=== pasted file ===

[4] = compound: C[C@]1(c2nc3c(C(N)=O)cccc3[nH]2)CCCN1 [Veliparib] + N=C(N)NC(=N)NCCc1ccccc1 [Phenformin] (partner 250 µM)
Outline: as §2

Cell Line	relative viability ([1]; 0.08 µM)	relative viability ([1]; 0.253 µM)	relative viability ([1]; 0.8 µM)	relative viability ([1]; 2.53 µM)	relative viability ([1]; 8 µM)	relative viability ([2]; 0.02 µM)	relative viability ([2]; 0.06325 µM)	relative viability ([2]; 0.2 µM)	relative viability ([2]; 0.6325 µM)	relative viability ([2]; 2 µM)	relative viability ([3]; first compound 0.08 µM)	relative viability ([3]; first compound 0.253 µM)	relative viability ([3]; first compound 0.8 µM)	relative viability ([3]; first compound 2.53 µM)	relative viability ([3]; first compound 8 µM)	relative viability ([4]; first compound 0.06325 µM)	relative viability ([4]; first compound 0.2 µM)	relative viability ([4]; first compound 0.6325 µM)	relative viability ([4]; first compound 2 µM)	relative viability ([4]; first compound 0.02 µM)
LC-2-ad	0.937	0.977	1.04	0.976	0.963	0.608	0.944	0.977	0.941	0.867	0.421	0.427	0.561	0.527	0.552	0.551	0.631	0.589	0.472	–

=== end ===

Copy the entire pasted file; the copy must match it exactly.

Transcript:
[4] = compound: C[C@]1(c2nc3c(C(N)=O)cccc3[nH]2)CCCN1 [Veliparib] + N=C(N)NC(=N)NCCc1ccccc1 [Phenformin] (partner 250 µM)
Outline: as §2

Cell Line	relative viability ([1]; 0.08 µM)	relative viability ([1]; 0.253 µM)	relative viability ([1]; 0.8 µM)	relative viability ([1]; 2.53 µM)	relative viability ([1]; 8 µM)	relative viability ([2]; 0.02 µM)	relative viability ([2]; 0.06325 µM)	relative viability ([2]; 0.2 µM)	relative viability ([2]; 0.6325 µM)	relative viability ([2]; 2 µM)	relative viability ([3]; first compound 0.08 µM)	relative viability ([3]; first compound 0.253 µM)	relative viability ([3]; first compound 0.8 µM)	relative viability ([3]; first compound 2.53 µM)	relative viability ([3]; first compound 8 µM)	relative viability ([4]; first compound 0.06325 µM)	relative viability ([4]; first compound 0.2 µM)	relative viability ([4]; first compound 0.6325 µM)	relative viability ([4]; first compound 2 µM)	relative viability ([4]; first compound 0.02 µM)
LC-2-ad	0.937	0.977	1.04	0.976	0.963	0.608	0.944	0.977	0.941	0.867	0.421	0.427	0.561	0.527	0.552	0.551	0.631	0.589	0.472	–